Rupert Pupkin Speaks: Film Discoveries of 2018 - Mike Gebert ""

Saturday, February 9, 2019

Film Discoveries of 2018 - Mike Gebert

Michael Gebert is a Chicago food writer and the proprietor of NitrateVille.com, a discussion site devoted to silent and classic film, and the podcast NitrateVille Radio, which talks to archivists, collectors, authors and others in the world of classic film.

This was an interesting year for old movie fans—physical media were dying, streaming was replacing it, and by year’s end the best streaming service, Filmstruck, was dead and blu-rays were better than ever (as Just the Discs chronicles in each episode). And yet half my list is theatrical screenings, which still exist and offer wonderful obscurities. My half dozen for 2018:

The Silver Cord (1933)
As Filmstruck was approaching its end, movie Twitterers exchanged titles to see while you still could. Most were things I knew of but had never gotten around to, like David Lean’s Victorian noir Madeleine (great to look at, not one of his best). One I had never heard of was this pre-Code drama, with Laura Hope Crews repeating her stage role as what seems, at first, like a clinging, pathetic mom. But there’s more to her conniving nature than that, as Irene Dunne discovers when she has to battle Crews hammer and tongs for Joel McCrea. It’s fiery stuff with Crews unafraid to suggest incestuous depths to mother love, and Dunne surprisingly modern as a career woman with no apologies.
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The Ancient Law (1923)
A traditionalist Jewish cantor and his son are estranged, when the son wants to follow a career in worldly showbiz. Hey, isn’t that The Jazz Singer? It is, but before that it was this lavish 1923 melodrama by E.A. Dupont (Variety), set not in 20s New York but 19th century Viennese theater.

Long unseen, it’s recently been restored and is currently touring with veteran silent film musician Donald Sosin and Alicia Svigals (of the punk-era klezmer revival band The Klezmatics). Seeing them play everything from Viennese waltzes to fiddlers on roofs for this superb picture of Jewish life was one of the great silent film experiences of my life. If they tour near you, don’t miss them, but they also do one of the scores on the Flicker Alley disc.
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Value For Money (1955)
People running regional old movie festivals like Cinevent (in Columbus, Ohio) have to look for things collectors have that nobody’s ever thought to put on DVD. This is a mid-50s British sex comedy, the very tame sex mainly being the mere presence of Diana Dors (the Jayne Mansfield of postwar England), and honestly, paying money to own it on disc would set up expectations of value it couldn’t quite meet.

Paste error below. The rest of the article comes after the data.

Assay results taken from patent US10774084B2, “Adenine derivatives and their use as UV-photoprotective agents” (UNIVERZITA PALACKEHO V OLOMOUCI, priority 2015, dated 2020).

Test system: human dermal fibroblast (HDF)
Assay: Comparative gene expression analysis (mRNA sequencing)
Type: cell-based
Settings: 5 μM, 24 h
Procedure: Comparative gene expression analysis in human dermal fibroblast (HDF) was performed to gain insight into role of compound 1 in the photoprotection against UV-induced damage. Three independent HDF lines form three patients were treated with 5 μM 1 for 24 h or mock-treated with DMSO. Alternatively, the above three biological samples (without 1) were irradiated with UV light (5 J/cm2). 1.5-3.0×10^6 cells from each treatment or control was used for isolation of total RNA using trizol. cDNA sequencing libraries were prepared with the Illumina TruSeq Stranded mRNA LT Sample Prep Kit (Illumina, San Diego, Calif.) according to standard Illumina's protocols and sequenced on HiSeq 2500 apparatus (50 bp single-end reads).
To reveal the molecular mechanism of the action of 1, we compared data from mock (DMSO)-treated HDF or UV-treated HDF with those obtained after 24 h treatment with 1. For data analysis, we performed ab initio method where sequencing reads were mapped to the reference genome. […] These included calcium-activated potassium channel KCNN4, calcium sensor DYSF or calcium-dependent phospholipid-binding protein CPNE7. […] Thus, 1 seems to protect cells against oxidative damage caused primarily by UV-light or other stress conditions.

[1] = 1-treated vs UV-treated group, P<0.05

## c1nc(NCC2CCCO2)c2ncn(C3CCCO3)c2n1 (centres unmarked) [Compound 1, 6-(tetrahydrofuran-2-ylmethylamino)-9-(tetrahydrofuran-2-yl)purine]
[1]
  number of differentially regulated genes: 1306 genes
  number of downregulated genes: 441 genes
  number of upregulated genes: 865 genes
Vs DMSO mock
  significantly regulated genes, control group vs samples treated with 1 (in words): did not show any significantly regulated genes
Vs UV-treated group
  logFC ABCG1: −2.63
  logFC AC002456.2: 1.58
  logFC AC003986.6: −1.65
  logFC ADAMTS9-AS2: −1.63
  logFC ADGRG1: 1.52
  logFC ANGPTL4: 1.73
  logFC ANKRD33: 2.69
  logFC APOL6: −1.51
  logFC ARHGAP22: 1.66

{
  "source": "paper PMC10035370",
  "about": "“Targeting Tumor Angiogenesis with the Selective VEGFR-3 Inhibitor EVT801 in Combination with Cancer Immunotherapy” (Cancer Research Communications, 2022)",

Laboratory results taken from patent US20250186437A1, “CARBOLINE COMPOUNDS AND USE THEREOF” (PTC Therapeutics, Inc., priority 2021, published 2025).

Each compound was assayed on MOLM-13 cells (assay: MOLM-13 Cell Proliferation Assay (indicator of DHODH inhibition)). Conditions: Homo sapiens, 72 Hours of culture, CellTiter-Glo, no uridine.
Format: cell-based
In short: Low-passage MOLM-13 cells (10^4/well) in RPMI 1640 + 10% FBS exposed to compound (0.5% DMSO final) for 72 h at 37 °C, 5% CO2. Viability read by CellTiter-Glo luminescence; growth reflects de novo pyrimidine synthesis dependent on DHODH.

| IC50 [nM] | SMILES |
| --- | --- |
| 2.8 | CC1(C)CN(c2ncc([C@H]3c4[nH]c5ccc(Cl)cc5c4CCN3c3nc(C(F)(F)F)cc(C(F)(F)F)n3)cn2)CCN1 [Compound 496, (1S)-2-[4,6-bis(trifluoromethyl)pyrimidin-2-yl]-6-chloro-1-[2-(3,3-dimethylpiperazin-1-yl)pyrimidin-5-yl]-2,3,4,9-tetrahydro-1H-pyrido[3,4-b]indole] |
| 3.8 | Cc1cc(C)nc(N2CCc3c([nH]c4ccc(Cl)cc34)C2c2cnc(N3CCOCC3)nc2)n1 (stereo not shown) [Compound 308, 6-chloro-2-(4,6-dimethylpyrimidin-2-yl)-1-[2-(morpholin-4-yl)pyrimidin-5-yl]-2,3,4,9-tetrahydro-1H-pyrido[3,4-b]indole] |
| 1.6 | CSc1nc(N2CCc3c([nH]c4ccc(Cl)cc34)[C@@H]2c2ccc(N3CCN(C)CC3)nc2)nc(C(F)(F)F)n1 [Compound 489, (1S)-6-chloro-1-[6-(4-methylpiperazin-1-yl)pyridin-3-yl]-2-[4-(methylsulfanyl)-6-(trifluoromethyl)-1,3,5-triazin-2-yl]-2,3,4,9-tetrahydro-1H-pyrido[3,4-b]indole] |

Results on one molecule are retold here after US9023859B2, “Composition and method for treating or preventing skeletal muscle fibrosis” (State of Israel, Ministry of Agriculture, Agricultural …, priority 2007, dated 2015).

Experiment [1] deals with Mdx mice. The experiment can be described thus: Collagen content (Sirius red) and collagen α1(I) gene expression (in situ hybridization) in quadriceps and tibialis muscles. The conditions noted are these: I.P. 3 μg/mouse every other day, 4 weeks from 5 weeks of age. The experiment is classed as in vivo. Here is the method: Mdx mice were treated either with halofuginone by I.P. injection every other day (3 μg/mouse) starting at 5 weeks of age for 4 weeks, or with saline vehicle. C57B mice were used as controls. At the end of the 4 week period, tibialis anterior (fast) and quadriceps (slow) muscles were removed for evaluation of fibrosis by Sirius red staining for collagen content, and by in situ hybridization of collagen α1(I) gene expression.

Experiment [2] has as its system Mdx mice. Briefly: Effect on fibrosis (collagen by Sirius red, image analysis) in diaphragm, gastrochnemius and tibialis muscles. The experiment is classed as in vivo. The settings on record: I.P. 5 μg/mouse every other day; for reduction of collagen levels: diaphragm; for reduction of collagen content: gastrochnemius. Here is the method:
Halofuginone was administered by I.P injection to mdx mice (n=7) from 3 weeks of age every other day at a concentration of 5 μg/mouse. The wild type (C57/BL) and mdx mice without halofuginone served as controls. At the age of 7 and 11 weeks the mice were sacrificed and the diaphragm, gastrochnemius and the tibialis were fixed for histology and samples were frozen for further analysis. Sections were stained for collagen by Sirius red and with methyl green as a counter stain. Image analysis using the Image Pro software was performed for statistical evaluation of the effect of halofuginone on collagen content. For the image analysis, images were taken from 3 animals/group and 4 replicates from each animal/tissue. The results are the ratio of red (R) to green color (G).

Yet it was fun to catch something weightless like this in an IB Technicolor print as shiny as a new sports car. And the plot—the heir to a Yorkshire manufacturing concern goes to London for a high old time and meets a showgirl—gives you a vivid picture of England before the Beatles, London as glitzy as Vegas while the north is still basically Dickens.

The Rescue (1929)
Another old movie festival I went to was Capitolfest, in Rome, New York. The featured star of 2018’s fest was Ronald Colman, seen in four films of which I’d only seen one. This late silent—1929, the same year Colman made one of the smoothest transitions to sound with Bulldog Drummond—is based on a Joseph Conrad novel which has Colman as the sort of itinerant ship captain that Bogart plays in To Have and Have Not. Directed by Herbert Brenon (Peter Pan, Beau Geste), it’s completely unknown—I wrote the first IMDB review for it—and it’s terrific, tough and unsentimental and with a dynamite climax (literally—they blew up a full-scale model of a ship with a blast that took the audience’s breath away).

La Belle Equipe (1936)
Julien Duvivier was one of France’s top directors for decades—on the level of William Wyler in Hollywood—and his Pepe le Moko had a huge impact on pop culture, giving us Pepe LePew, the stock line “Come wiz me to ze Casbah,” and the idea of international romance-thrillers like Casablanca. Yet somehow his reputation has faded—and as a friend on NitrateVille said, next to somebody like Jean Renoir, Duvivier doesn’t seem to like his characters much.

Still, an estimable career, and Pathé has released a gorgeous region-free and English-subtitled blu-ray of this beautiful, sad 1936 film with the great star Jean Gabin (Pepe himself). Five working class friends go in on a lottery ticket and win, and decide to open a getaway cafe in the country. But man was not made to live in Eden…
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Come and See (1985)
I was sure I had seen this Soviet film set in Belarus during WWII. I flipped it on on Filmstruck one day and… it was in color. Which I did not remember it being. Turns out I was thinking of a 1967 Soviet film, Commissar. So I watched this one too and it’s a harrowing masterpiece of a WWII film, about a boy who has ideas of valor as a partisan fighting the Germans, and finds himself plunged into a surreal hellscape, survival the only purpose in life. Like Tarkovsky’s Andrei Roublev, the view is often that of the gods looking down on ants, big canvas long takes as horror and cruelties unfold in real time.
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